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#yoursTOdiscover: Pukaskwa National Park

by | Jul 17, 2018 |

It’s a bit of a trek to get there, but so worth the while.

Gorgeous, rugged landscapes.  Long, quiet beaches lapped by brisk waters and an endless horizon.  Skies that put the countless paintings inspired by them to shame.  Indigenous culture, incredible wildlife, and – my favourite – tranquillity.

Pukaskwa National Park is located on the North-Eastern Shores of Lake Superior, about a thirteen-hour drive from Toronto (which is where my family started from).  If you are likewise coming from Toronto, you will probably want to break the trip up.  For us, travelling with two children, we made the trip in three legs – from Toronto to Sudbury (about a four-hour drive) for a leg-stretch and a visit to the mines of Dynamic Earth, then a three-and-a-half hour drive to Sault St. Marie where we spent a night at the luxurious KOA Campground nearby. The next morning, it was a final four-and-half hour trek along some of the most beautiful roads in the province to get to the park proper.



While remote, Pukaskwa caters to all kinds of travellers – those comfortable putting their worlds on their backs and hiking deep into the woods or canoeing to remote campsites and families of car-campers like ours.  We chose to stay at Hattie Cove Campground, and were thankful for it.  Upon our arrival, we were told that the site was busy, by their standards – there were about 10 sites full out of the sixty or so available.  As such, we were able to get our pick – a great spot near a comfort station with a clean, modern washroom and shower facility and sink for washing dishes, while also a short hike away from the beach and nearby trails.

Our site was spacious, clean, and came with a picnic table, grill for a fire and even an electric outlet to plug our smartphones into (just to check the weather updates, of course!).

My family camps a couple times a year, so we have invested in some decent camp-gear for treks like this.  As you can see in the picture above, we have a big tent, an Outbound 2-room, 8-person that we got on sale for $100 at the end of the camping season a few years back. We also have a solid Coleman cooler for about $100 that can store all the perishable food we need for a week.


Some other camping supplies you will need:


  • sleeping bags (it gets cool at night at Pukaskwa, so ones that are rated 1°C to 15°C are a good idea)
  • foam mats (to put under the sleeping bags and give a bit of cushion between you and the ground)
  • tarps (to put under the ground and help your tent last longer, and to put above to create some space to outside in case of rain)
  • flashlights/lanterns
  • an axe (to cut wood purchased on-site into smaller chunks for campfires)
  • some camp dishes, including cutlery – doesn’t need to be fancy, just things that aren’t likely to break if they’re jostled around or dropped)
  • camp pots and a cook-stove with fuel (a bit more convenient for cooking than the fire!)
  • a basin (for storage and for doing dishes, if your campsite is further away from the comfort station)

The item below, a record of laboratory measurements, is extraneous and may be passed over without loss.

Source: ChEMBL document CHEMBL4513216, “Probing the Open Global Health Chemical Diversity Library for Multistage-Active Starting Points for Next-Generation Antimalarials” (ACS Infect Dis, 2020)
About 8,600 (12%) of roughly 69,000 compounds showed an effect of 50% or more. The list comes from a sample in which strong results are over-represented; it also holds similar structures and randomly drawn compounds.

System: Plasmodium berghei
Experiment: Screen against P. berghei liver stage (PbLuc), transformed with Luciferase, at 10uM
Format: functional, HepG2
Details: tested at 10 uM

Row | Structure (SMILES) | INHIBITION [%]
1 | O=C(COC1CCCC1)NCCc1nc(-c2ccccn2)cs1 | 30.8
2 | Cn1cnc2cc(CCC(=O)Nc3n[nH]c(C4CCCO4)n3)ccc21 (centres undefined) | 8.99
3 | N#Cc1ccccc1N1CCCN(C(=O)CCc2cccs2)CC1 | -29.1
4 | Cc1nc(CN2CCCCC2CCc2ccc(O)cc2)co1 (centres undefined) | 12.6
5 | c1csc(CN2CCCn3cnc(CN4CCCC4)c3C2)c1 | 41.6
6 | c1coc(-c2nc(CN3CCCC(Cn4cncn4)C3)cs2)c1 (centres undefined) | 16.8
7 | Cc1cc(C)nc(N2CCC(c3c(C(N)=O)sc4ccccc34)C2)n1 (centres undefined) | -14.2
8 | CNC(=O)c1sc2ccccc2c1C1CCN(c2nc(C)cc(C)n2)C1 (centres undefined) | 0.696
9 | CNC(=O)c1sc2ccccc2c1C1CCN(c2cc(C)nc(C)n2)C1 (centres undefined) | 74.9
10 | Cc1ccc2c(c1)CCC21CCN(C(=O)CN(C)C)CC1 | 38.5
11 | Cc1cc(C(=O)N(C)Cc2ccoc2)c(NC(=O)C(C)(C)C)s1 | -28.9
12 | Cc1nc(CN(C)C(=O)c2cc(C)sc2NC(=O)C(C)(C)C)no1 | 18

• a can-opener (always!)
  • fire-starter material (my trick – put lint from the clothes dryer in a cardboard tube from a paper towel roll – they catch on fire nicely and make a great base to teepee your wood onto!)


  • a good pair of hiking boots
  • a backpack (to carry your camera, lunch, water bottle and spare sunscreen/bug repellent in)
  • a solid water-bottle or canteen
  • a wide-brimmed hat
  • a swimsuit (if you don’t mind some fresh water!)
  • goggles or a mask, plus flippers and a snorkel (to get out and explore some of the bays in the camp)
  • a camera (to capture all the amazing sites you will see)
  • a light jacket (in case you’re out on a windy day)

If you forget anything, don’t fret – the nearby town of Marathon has everything you need.

Some things to do:

There are a number of incredible trails that take you through the woods, over Canadian shield and along the shore of Lake Superior.  When we were there, the camp and trails weren’t busy; while out hiking for hours over several days, we ran into at most ten other groups of hikers.  The rest of the time, we felt like we were on a Lord of the Rings-style adventure (and may have hummed the theme tune while walking over a picturesque hill or two).

As an added benefit, if you go in late July/August, there are wild blueberries everywhere.  There’s nothing like finishing your lunch off with some fresh-picked and delicious berries while looking out over the lake on a cloudless day!

One day-hike takes you along the Bimose Kinoomagewnan Trail, where you can learn the Seven Grandfather Teaching of the Ojibway. These are some incredible insights that, if everyone carried with them in daily life, the world would be a better place.

At the start of all these trails is a Visitors’ Centre which holds a wealth of information about the park, its history, and the various animals that live there, including a community of over 200 moose.  The Centre also offers programming for children, which is both informative and fun.

If beaches are your thing, there are a couple places to swim at Hattie Cove, though the water of the main beach is definitely cold.  There are some bays where the water is a bit warmer, though.  If you just want to relax on the sand and catch some sun, there are a couple beaches available for this.  When we were there, we had one beach to ourselves for a good three hours – it was incredible.  There are also canoes available for rent, and some amazing spaces to paddle in.

And of course, sometimes, you just want to do nothing.  There are so many spots around Hattie Cove just to sit with a book, or put up a hammock and take a nap.  The air is fresh and clear, the sound of breeze through the trees soothing.

It may be a bit of a drive to get there, but trust me – your heart and mind will thank you for it.